The Disappointment Zone

Musings from a Cleveland sports fan

Bizarro Indians, but not really

Posted by disappointmentzone on 31 July 2006

In the last four games prior to Monday the Indians’ starters have all gone at least seven innings, allowing four runs once (Sabathia), three runs once (Lee), two runs once (Westbrook), and no runs once (Sowers). During this stretch the Indians have scored six runs total, never scoring more than one run in any inning. Yesterday, with the game tied in the top of the ninth, Fuasto Carmona gave up four runs, and the in game before Brain Sikroski gave up a homer in his only inning of relief. So the offense has been very bad, the starting pitching very good, and the bullpen less than stellar.

So what happens in the first game of a three-game series against Boston Monday night? The Indians score eight runs in five innings, posting three runs in two innings (second, fifth) and two runs in one inning (third) to break the vicious one-run inning streak. Casey Blake hits two homers–in the traditional, hit-it-over-the-fences way–and Kelly Shoppach and Travis Hafner each hit RBI doubles. Each time the Indians score it is following an inning in which the Red Sox score, and each time the Indians come back to take the lead.

Paul Byrd, meanwhile, allows two runs in the bottom of the first, two in the second, one in the third, and one in the fourth, yielding three home runs (Ortiz, Manny, Wily Mo) and one triple (Wily Mo). He is relieved by Jason Davis, who promptly strikes out four batters in 2.2 innings. Davis is relieved by Rafael Betancourt, who goes 1.1 innings, preserving the 8-6 lead.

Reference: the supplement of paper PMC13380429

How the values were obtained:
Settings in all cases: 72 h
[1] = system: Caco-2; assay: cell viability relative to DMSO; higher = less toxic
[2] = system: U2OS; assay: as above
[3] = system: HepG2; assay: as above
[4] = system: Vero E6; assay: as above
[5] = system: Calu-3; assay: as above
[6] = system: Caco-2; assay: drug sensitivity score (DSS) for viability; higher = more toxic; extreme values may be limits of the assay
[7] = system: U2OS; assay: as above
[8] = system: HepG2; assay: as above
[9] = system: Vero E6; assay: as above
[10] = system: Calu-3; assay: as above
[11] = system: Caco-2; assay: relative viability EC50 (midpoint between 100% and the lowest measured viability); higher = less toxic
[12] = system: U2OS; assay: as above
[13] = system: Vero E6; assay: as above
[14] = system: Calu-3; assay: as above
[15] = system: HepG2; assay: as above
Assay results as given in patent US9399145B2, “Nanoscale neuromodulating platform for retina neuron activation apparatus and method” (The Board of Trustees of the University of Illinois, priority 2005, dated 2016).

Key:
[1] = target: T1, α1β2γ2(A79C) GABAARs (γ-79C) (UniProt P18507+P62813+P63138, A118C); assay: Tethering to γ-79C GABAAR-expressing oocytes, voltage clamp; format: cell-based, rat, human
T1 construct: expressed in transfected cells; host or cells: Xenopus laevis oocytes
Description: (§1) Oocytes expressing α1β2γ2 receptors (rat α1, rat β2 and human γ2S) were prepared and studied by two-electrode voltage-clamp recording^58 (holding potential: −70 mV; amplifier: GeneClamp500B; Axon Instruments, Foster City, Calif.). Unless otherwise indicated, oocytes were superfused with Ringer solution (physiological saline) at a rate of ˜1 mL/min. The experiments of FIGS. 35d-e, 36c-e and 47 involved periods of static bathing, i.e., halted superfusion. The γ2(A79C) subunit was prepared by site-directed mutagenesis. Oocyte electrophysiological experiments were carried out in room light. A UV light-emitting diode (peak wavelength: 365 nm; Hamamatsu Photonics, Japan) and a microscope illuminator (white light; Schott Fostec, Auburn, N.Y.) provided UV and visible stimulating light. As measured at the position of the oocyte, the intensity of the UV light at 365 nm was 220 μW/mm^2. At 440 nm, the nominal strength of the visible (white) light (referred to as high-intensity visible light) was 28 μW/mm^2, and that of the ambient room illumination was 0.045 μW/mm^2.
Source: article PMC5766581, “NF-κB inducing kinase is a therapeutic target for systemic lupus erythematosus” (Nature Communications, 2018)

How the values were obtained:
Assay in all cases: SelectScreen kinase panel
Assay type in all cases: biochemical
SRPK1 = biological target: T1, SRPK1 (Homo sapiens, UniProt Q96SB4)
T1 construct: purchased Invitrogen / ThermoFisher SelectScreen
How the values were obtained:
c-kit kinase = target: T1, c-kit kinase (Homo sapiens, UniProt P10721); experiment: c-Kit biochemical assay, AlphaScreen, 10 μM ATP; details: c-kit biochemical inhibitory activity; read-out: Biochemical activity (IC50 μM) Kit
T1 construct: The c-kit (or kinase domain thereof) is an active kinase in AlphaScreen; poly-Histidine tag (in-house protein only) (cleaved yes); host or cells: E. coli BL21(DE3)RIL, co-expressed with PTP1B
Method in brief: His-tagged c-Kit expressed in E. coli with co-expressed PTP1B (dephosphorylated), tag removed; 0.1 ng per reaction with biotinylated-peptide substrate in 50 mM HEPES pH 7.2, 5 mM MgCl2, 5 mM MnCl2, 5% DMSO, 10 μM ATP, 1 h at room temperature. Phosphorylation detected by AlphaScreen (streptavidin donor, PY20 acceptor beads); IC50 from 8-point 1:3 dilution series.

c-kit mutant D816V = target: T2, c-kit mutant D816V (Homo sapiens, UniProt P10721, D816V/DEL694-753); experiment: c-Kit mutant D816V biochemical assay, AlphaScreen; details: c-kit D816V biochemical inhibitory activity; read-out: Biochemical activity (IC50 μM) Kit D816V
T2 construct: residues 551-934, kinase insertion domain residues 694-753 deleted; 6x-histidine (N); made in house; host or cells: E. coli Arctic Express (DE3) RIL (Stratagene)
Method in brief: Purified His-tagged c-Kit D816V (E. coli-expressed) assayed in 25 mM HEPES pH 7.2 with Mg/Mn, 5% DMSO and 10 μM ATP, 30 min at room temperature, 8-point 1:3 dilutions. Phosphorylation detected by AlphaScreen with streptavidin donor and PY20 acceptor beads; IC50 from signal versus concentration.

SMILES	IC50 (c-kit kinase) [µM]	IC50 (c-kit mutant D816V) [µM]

Which brings us to the ninth and Fausto Carmona, who comes on for his first career save opportunity, faces the 9-1-2 hitters of Boston’s lineup, and…records only one out, allowing two of the runners to reach base, one on a walk. The third hitter in Boston’s lineup is David Ortiz. With runners on first and second and the Indians carefully nursing a two-run lead, Ortiz, quite naturally for a man who’s hit 13 homers in July and one already in the game, drives a fastball to deep center field and…game over. Walk off home run. 14 for the month. A new club record.

So the Indians play just well enough not to win, the strengths of the team (hitting) being their previous weaknesses, the weaknesses (starting pitching) being their previous strengths. And the bullpen doing what it always does: almost, but not quite. The Indians lose another winnable game. As much as some things change, others remain the same.

The Indians lose. The Indians lose. ‘Twas ever thus. The Indians lose.


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